UN High Commissioner for Human Rights Michelle Bachelet is visiting Bangladesh on a four-day official tour from 14th to 17th August. This is the first time a UN rights chief is officially visiting Bangladesh. During the visit, Bachelet will meet Prime Minister Sheikh Hasina, the National Human Rights Commission, several concerned ministers, concerned human rights advocates, and civil societies. She will also visit the Rohingya camp in Cox’s Bazaar to talk with the Rohingya, the camp authority, and the non-governmental organizations working there.
On this significant event, let’s revisit Bangladesh’s human rights situation and the country’s commitment to human rights.
Bangladesh’s Human Rights Situation
Since its independence, Bangladesh took part in almost all universal human rights agreements. As the country has a long experience of foreign oppression and struggle for independence, Bengali as a nation is sympathetic to rights issues all over the world. The constitution also upholds the same spirit in article 25 that reiterates Bangladesh’s believe in global peace, security and solidarity through supporting disarmament, UN human rights, and denouncing oppression anywhere in the world.
However, the democratic backsliding worldwide also affected Bangladesh in 21st century and the country also suffered from various rights issues. Minority repression is a constant narrative about Bangladesh’s human rights. It is worth mentioning that the narrative is also exaggerated as many of the claims do not have any substantial grounds. For instance, even though Bangladesh witnessed attacks on minority as a recurring event, it has little to do with the broader politics. Instead, it is the spill over effect of growing communal politics in South Asia and the wrongdoings of the fundamental quarters. The government also has a firm stance against the religious fanatics.
Another strain in the human rights situation in Bangladesh is the alleged enforced disappearance and extrajudicial killings. Country’s top law enforcement agency, Rapid Action Battalion (RAB) and 7of its former and current official also faced the US sanction in December 2021. The issue also became an international sensation. But since the December 2021, the country gradually started to do better and there is hardly any case of enforced disappearance and extrajudicial killing. The government also claimed that the claims are baseless and there is no involvement of law enforcements. And it also urged the global stakeholders to visit and assess the ground realities themselves. The current visit of the UN Rights Chief can provide the international community to assess the situation themselves apart from relying on secondary data.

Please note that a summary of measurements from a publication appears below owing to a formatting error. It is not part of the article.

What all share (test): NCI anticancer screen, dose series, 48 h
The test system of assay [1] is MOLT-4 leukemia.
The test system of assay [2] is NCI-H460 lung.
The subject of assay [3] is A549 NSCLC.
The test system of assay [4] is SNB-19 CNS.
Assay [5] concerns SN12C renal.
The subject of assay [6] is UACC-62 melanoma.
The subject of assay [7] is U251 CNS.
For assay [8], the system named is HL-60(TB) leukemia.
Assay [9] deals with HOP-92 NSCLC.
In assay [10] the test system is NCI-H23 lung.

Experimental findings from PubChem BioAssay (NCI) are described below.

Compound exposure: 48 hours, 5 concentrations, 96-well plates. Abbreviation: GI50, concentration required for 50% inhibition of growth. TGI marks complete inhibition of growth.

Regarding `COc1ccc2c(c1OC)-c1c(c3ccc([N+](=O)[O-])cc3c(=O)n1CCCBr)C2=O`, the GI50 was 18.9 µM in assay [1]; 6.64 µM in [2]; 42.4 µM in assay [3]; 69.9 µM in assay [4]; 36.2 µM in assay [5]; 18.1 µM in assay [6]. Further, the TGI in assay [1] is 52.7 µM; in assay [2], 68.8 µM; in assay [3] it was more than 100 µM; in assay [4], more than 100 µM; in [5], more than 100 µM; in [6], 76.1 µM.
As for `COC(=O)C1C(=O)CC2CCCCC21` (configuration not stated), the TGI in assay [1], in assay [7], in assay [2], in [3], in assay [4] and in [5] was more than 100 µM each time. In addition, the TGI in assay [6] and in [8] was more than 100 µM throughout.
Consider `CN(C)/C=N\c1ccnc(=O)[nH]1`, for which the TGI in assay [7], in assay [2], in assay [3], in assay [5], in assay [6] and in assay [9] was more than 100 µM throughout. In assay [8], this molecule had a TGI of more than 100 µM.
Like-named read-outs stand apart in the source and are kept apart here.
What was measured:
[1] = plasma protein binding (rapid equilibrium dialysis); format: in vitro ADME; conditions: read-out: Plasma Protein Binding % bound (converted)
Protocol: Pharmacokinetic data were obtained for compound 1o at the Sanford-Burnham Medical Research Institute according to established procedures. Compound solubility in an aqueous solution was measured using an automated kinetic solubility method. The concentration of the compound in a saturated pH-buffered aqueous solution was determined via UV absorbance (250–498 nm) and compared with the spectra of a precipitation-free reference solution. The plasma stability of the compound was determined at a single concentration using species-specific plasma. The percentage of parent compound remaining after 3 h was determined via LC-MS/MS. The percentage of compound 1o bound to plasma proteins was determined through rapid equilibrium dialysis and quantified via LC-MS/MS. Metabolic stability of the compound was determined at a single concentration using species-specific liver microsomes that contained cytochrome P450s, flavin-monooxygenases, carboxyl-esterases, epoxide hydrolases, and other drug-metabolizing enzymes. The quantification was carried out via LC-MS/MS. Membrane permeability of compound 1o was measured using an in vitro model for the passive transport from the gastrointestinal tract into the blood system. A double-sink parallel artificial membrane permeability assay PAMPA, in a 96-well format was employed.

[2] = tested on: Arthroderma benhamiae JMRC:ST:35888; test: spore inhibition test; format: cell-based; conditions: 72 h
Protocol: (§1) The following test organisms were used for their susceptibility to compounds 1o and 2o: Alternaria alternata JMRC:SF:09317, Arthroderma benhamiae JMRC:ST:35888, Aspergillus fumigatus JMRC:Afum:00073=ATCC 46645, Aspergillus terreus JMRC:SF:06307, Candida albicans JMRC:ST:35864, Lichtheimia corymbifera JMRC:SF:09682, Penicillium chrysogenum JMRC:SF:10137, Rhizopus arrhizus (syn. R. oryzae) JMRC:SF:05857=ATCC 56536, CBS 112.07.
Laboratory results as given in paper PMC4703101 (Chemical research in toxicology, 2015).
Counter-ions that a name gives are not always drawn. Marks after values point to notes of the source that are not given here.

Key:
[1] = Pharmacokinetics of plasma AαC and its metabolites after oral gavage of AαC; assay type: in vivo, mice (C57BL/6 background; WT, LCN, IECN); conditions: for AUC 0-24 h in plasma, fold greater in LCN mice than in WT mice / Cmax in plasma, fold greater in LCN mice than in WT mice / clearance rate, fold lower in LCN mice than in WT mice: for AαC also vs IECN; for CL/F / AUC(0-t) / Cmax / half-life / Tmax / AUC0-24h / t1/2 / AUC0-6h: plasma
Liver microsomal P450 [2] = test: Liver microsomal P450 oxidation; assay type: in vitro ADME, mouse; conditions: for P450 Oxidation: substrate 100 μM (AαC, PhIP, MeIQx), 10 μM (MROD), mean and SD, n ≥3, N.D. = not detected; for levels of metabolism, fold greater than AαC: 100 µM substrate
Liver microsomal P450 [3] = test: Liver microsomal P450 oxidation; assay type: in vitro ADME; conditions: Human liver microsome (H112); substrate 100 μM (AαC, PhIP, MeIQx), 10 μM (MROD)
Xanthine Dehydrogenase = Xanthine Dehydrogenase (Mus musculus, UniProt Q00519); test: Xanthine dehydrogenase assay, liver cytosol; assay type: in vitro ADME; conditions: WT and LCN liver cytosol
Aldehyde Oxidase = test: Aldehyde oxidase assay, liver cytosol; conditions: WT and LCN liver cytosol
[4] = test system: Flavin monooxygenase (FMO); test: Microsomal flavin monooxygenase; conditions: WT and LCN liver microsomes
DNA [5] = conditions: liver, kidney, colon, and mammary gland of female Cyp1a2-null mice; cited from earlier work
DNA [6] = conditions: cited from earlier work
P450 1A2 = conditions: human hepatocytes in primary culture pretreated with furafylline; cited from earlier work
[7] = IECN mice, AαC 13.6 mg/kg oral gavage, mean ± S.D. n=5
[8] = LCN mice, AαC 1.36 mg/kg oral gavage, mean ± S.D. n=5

The country’s human rights narrative is also characterized by misuse of Digital Security Act. But even though the act is subject to misuse quite often, there is a significance of the act as it is aimed to protect the citizens against the misuse of digital means. The government is also working to stop the misuse of the act.
Apart from these issues, overall human rights issues are up to the mark with considerable improvement in Child rights, woman rights and labour rights. The religious rights are also praiseworthy as the Pope himself remarked the country to be an example of religious freedom.
Bangladesh’s commitment to Human Rights
Bangladesh provides shelter to the stateless Rohingya community- most persecuted community of our time on humanitarian ground. Bangladesh has received three exoduses of the Rohingya refugees in 1978, 1992, and 2017. Bangladesh also runs the largest refugee camp in the world in Cox’s Bazaar.
Moreover, the country also built temporary shelter in Bhasanchar with own finance to provide better living standard to the Rohingya. Bangladesh also plays the role of guardian for the Rohingya in the international arena.
In international arena, Bangladesh is also contributing to global peace through providing largest troops in UN peacekeeping missions.
In domestic aspect, the country is also improving rights scenario. The country has significantly improved women rights as the number of women are increasing in the workforce. Besides, the country has acknowledged transgenders as third gender and has ensured voting rights for them. Hijra culture or the culture of transgenders has a long history in Bengal yet was neglected for a long time as it was considered a taboo. The acknowledgement is a step towards inclusion.
As a contribution to human rights, the universities of the country have also introduced bachelor and master’s degree on peace and conflict studies and human rights studies. During the last decade, many universities in the country have opened these courses and are offering education to understand the global standard. These subjects are also becoming popular among the young aspirants.
In conclusion, upholding human rights is a continuous process and Bangladesh is continuously working on it. The global democratic backsliding and growing majoritarian politics adversely affected the country like most others worldwide. But it is not the end and the country has not reached abyss. As Bangladesh has a historic and cultural commitment towards global human rights, cooperation from global stakeholders can contribute to Bangladesh’s human rights. In return, Bangladesh can also play a crucial role in upholding global human rights. Bachelet’s current visit has the potential to accelerate this process.
Shafiqul Elahi is a former government official who is currently writing his first book on Institutional Development and Bangladesh